English movement & frame makers

Discussion in 'European & Other Pocket Watches' started by John Matthews, Sep 10, 2017.

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  1. John Matthews

    John Matthews Registered User

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    #1 John Matthews, Sep 10, 2017
    Last edited by a moderator: Sep 27, 2017
    Sometime ago I started trying to collate a list of movement / frame makers and posted a short list here
    -Identification-of-Lancashire-Movement-Makers'

    I have been adding to the list in the interim and I now have a more comprehensive list which contains extracted working dates, principally taken from the Liverpool Museum database. Where possible I have assigned frame stamped initials to names, from references and watch descriptions. Be warned some of the assignments are based on limited evidence. I have marked those which are definitely ambiguous or need further research.

    The document I attach is principally for my own use to enable me to try and identify the frame maker's marks I encounter - but others may find it of use for a similar purpose. It is relatively lengthy, and yet it is to be expected to have more names missing than listed.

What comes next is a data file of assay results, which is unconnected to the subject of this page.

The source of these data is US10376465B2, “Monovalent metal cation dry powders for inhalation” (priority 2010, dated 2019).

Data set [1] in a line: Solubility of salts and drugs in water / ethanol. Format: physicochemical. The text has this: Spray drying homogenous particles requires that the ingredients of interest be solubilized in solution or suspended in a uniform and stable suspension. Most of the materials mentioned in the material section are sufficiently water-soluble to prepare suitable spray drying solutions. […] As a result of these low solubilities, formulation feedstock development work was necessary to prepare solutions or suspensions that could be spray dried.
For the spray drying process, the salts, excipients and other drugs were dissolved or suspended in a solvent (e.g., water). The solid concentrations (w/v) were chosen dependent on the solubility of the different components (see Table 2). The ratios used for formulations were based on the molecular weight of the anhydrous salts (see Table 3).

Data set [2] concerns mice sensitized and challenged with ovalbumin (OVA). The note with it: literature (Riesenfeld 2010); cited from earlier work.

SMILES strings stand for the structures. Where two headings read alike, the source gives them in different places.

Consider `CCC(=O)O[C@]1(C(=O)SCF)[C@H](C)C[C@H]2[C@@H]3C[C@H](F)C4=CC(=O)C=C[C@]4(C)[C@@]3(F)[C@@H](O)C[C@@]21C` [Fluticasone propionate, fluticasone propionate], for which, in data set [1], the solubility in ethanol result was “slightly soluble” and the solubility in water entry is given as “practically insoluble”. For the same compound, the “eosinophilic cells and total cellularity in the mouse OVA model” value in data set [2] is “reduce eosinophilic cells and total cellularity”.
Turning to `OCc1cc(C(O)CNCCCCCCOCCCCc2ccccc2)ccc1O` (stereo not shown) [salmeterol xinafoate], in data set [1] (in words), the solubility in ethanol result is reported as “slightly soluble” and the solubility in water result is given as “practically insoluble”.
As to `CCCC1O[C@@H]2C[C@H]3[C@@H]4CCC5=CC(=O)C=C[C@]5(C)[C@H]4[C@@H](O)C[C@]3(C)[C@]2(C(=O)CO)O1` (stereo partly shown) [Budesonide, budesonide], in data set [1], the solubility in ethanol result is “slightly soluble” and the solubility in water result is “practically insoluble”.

If anyone has information that can add to the accuracy and completeness of the document, I will of course be very grateful.

    John
     
  2. Omexa

    Omexa Registered User

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    Thanks John, I really like it. Regards Ray
     
  3. gmorse

    gmorse Registered User
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    Hi John,

    Have you come across this?

    Regards,

    Graham
     
  4. John Matthews

    John Matthews Registered User

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    Hi Graham - many thanks.

    No, I had not seen this account, but I had read something similar elsewhere, it makes an interesting read. I remember that Wycherley was reported as a fair master, paying in cash rather than using the truck system - I don't remember seeing the favourable comments regarding the Coventry 'men' being good payers.

    Regards

    John
     
  5. John Matthews

    John Matthews Registered User

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    I attach an updated document in which sources are more clearly identified.

    John
     
  6. John Matthews

    John Matthews Registered User

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    This morning I have been trying to determine when the movement makers started to stamp their initials on movements and what was the impetus to commence the practice. Despite the fact that the Lancashire was probably established by 1730 and before the beginning of the C19th it had an almost exclusive monopoly to supply London and Liverpool, according to Kemp, movements with initials are extremely rare before 1800 and only started to become common ~1850.